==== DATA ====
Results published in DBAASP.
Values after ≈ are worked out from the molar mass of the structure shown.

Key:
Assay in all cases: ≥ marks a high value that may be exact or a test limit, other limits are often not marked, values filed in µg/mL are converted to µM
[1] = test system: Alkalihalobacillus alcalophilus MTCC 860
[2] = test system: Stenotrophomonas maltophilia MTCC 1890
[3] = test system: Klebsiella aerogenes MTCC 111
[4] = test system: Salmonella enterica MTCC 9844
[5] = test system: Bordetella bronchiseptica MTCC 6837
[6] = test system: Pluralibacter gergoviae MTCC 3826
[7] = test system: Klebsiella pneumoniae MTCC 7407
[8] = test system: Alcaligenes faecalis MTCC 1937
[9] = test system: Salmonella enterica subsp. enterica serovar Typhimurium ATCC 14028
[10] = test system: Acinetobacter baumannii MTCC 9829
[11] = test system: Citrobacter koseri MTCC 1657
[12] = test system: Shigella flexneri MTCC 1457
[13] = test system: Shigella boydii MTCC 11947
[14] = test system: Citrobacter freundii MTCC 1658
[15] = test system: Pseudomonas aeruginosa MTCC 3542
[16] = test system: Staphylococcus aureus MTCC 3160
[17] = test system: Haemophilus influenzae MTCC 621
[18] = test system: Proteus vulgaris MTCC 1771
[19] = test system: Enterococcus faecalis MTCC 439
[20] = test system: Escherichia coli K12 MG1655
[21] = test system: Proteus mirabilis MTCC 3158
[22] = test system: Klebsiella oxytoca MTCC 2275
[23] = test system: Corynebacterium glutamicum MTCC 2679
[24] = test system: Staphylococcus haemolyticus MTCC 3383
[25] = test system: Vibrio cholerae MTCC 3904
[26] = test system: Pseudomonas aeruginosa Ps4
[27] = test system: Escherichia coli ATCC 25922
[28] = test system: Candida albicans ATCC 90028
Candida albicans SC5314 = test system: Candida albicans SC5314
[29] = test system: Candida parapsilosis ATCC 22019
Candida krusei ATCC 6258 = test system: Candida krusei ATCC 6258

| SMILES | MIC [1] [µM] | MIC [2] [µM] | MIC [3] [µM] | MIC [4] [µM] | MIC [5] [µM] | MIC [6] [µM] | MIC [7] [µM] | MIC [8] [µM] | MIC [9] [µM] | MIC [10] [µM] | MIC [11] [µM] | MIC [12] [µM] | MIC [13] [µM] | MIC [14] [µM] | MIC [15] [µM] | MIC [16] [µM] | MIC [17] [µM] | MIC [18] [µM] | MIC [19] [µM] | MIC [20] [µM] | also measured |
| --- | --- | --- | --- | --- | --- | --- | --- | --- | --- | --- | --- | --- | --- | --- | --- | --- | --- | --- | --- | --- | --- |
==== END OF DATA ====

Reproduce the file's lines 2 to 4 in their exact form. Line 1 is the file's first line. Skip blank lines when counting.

Values after ≈ are worked out from the molar mass of the structure shown.

Key:
Assay in all cases: ≥ marks a high value that may be exact or a test limit, other limits are often not marked, values filed in µg/mL are converted to µM